How Google is using Maps for Good

Google does good – even with maps. Specifically, through Google Earth Outreach.

At the Social Good Summit, Rebecca Moore, Engineering Manager of Google Earth Outreach & Earth Engine, shared how Google is using their maps for good. A more detailed bio of Rebecca is at the end of this post.

Google Earth Outreach gives nonprofits and public benefit organizations the knowledge and resources they need to visualize their cause and tell their story in Google Earth & Maps to hundreds of millions of people.

There are many interesting urban applications, but Moore decided to focus on the rural and environmental in her presentation. For example, there is a spot near a remote shore of Australia where a rare type of Coral Reef was discovered and reported. It was discovered right before the area was opened up to oil mining, and because of this discovery, the mining was stopped.

A very detailed example of how Google Maps and Earth can be used for good (above image) took place a few years ago when Moore received a notice at her house from a logging company. The notice was about an area they were going to be harvesting timber. It was presented on a horrible map, on a black and white photocopied page. Moore used Google Earth to explore the area in more detail and figure out what it meant. She was able to map out the entire area, routes of the logging vehicles and much more – to show politicians in her community that the logging machinery and tools would be very, very close to local schools and daycare centres. Her mapping of this was even shared on the news as a video to explain to the public why this would be harmful to the community – and actually illegal. This stopped the proposal altogether.

Sine then, a ton of people – including celebrities and municipalities – to prevent developments that would harm environments and communities, all through Google Earth. There are many others using Google, including Aboriginal tribes, to defend land, animals, natural resources and more.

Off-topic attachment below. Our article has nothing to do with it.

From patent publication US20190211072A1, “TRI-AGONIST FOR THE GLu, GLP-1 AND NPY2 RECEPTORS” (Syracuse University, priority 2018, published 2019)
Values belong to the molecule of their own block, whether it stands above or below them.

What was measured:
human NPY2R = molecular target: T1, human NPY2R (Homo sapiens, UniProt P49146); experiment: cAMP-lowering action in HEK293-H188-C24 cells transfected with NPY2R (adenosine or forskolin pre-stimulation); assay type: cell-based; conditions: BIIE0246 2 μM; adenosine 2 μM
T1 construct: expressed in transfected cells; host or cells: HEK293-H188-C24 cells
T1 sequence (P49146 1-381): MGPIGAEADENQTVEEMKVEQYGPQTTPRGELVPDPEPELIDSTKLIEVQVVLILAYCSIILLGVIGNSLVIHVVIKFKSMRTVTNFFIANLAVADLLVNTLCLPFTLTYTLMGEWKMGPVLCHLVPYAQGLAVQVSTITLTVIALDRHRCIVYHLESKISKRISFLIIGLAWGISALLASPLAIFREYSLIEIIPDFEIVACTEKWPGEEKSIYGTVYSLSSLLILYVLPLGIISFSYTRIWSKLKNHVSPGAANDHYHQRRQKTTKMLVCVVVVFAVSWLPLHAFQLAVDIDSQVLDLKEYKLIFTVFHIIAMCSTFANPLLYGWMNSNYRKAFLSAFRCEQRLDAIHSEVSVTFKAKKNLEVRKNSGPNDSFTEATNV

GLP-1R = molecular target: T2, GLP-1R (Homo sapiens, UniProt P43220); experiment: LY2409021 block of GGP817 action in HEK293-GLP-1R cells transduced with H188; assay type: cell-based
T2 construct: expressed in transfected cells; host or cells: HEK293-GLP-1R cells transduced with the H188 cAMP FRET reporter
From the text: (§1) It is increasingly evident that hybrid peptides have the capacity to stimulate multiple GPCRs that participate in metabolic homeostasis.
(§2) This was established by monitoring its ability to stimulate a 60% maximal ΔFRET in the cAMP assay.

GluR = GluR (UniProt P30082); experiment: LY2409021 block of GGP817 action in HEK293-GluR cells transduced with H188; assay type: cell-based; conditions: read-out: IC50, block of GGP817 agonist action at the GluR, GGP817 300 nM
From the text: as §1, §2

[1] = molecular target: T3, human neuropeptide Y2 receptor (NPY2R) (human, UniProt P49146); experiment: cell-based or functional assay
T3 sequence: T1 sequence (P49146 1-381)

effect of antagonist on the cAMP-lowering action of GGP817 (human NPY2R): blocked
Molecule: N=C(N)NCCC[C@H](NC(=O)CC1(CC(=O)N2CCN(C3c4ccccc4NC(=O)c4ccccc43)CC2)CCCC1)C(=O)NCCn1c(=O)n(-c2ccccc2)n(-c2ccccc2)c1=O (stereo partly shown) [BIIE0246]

This video highlights more of what is being done through Google:

Rebecca Moore is a computer scientist and longtime software professional. At Google, she conceived and leads the Google Earth Outreach program, which supports nonprofits, communities and indigenous peoples around the world in applying Google’s mapping tools to the world’s pressing problems in areas such as environmental conservation, human rights and creating a sustainable society. Her personal work using Google Earth was instrumental in stopping the logging of more than a thousand acres of redwoods in her Santa Cruz Mountain community. Rebecca also initiated and leads the development of Google Earth Engine, a new technology platform which supports global-scale data-mining of satellite imagery for societal benefit. Rebecca received a bachelor’s degree with honors from Brown University in Artificial Intelligence, a master’s degree from Stanford University, and is currently on leave from the Stanford Ph.D. program in Computer Science.

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